Pierce County Sheriff Ed Troyer must apologize to the Black newspaper delivery driver he summoned police to confront Jan. 27. That’s at minimum.

Seattle Times reporters Lewis Kamb and Jim Brunner pieced together an account of the middle-of-the-night encounter that raises serious questions about Troyer’s conduct. To dispatchers, the white sheriff repeatedly claimed that the man threatened his life — information that could have gotten an innocent person killed. His constituents and agency he leads deserve a full explanation.

Elected in November, the sheriff needs to come clean publicly about the full circumstances of that evening. Especially in these times, the arrogance of his actions is shocking. He sets the tone for how his 300 officers enforce the law in the state’s second-largest county. Their duties must be carried out equitably, and Troyer must set a better example.

According to the report, Troyer instigated the 2 a.m. encounter with 24-year-old driver Sedrick Altheimer, then made a 911 call that initially drew 42 police cars from different jurisdictions toward his quiet West Tacoma neighborhood. Soon, most were waved off.

Troyer needs to tell the truth and clear up the stark contradictions between what he said during the recorded 911 call and what he has said since. During the call, Troyer said he had Altheimer’s car blocked in, then said he was the one blocked in. Troyer told the dispatcher at least twice that Altheimer threatened him, recanted that at the scene to a Tacoma police officer, told a Seattle Times interviewer he “never talked to the guy,” then reportedly told a KIRO-FM reporter he was threatened when they spoke.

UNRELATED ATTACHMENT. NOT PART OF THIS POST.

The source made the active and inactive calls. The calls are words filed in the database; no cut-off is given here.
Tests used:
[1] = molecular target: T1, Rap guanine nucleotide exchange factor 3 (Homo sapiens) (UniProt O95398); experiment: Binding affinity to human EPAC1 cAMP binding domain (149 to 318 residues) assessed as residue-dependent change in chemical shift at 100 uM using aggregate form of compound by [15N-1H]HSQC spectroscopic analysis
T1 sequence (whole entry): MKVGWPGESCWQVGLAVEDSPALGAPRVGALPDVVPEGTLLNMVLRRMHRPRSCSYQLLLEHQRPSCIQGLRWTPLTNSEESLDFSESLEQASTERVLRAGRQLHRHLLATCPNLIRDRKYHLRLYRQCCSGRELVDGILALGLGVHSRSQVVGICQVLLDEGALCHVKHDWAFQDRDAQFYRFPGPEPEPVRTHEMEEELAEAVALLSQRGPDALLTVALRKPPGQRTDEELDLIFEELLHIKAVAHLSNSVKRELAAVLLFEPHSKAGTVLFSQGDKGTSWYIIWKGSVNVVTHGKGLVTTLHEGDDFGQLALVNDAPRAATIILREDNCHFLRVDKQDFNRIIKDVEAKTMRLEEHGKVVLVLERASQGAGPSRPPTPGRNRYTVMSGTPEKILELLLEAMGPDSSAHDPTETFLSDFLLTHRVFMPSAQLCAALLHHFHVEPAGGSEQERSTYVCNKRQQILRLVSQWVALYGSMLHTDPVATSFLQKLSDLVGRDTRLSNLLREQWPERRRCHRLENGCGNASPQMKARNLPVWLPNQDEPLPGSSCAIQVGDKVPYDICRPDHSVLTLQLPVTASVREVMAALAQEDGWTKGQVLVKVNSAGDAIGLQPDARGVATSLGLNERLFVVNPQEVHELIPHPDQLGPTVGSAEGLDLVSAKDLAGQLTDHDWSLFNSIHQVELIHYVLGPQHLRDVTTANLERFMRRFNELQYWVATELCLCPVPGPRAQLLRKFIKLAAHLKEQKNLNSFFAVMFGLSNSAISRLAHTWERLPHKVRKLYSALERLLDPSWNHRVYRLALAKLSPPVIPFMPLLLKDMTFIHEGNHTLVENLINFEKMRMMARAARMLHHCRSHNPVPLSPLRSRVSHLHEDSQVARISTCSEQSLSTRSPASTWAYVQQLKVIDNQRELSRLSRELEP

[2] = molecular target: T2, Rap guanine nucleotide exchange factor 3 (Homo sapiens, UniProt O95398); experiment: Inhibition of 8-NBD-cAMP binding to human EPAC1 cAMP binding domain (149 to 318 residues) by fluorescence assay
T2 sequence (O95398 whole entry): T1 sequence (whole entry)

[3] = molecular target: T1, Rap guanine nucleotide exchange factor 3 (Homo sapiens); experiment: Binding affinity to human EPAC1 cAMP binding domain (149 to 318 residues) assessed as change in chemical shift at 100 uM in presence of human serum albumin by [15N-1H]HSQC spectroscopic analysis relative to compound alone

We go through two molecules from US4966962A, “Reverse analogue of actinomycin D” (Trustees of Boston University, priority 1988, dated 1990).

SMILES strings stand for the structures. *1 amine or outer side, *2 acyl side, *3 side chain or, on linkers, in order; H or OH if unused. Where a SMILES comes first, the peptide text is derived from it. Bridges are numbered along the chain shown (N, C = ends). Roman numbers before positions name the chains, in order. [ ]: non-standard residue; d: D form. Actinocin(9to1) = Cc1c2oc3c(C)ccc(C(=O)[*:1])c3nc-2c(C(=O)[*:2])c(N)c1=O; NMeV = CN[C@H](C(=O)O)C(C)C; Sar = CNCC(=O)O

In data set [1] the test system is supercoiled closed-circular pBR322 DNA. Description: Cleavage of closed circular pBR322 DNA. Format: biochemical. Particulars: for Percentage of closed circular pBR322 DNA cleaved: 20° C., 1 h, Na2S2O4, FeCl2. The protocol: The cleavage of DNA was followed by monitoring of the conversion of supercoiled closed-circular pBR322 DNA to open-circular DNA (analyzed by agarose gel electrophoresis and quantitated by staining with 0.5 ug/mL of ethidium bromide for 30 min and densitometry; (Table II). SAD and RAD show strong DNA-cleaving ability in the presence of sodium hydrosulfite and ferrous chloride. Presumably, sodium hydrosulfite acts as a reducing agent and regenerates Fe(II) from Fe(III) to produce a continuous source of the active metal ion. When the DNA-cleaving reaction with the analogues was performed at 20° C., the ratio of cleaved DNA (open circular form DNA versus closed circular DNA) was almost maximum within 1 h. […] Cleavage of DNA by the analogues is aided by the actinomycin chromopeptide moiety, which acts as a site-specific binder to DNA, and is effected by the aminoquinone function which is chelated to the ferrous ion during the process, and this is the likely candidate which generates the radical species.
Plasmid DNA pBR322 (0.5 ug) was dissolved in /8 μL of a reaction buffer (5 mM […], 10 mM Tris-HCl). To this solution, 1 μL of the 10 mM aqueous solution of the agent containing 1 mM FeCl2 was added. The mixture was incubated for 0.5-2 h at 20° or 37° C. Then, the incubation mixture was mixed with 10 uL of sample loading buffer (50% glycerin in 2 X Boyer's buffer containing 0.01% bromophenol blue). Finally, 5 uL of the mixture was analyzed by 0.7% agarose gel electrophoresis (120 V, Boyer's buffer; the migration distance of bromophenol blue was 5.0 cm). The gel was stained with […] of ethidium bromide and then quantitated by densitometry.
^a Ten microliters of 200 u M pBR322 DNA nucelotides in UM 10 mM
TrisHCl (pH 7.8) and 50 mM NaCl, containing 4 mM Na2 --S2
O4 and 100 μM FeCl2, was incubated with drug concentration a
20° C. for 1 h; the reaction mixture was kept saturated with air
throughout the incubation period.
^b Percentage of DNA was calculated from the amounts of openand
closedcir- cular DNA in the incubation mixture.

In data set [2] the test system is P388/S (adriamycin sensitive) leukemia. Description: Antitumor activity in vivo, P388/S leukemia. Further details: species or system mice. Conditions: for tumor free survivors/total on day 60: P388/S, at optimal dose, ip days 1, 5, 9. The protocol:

If Troyer can’t get his story straight given so many opportunities, voters are right to question his fitness to hold office. Just months into his four-year term, his missteps cannot be written off as rookie mistakes. Troyer has spent 35 years at the sheriff’s office, many of them as the agency’s high-profile spokesperson. 


These discrepancies are even more troubling because it follows his claims to media after the Tacoma Police killing of Manny Ellis that officers had neither choked Ellis nor put knees on his head — both disproved by video. The Pierce sheriff’s office initially investigated that death even though at least one deputy had been involved with the scene. 

Pierce County government has administrative and budget oversight over the rest of the department — but not the sheriff. Troyer should do some soul-searching about his actions, including his characterization of his encounter with a Black man just doing his job. That example is a poor one for the department he leads.

It is on Troyer to atone for this incident. Other community leaders, elected and otherwise, and voters should not rest until he comes clean.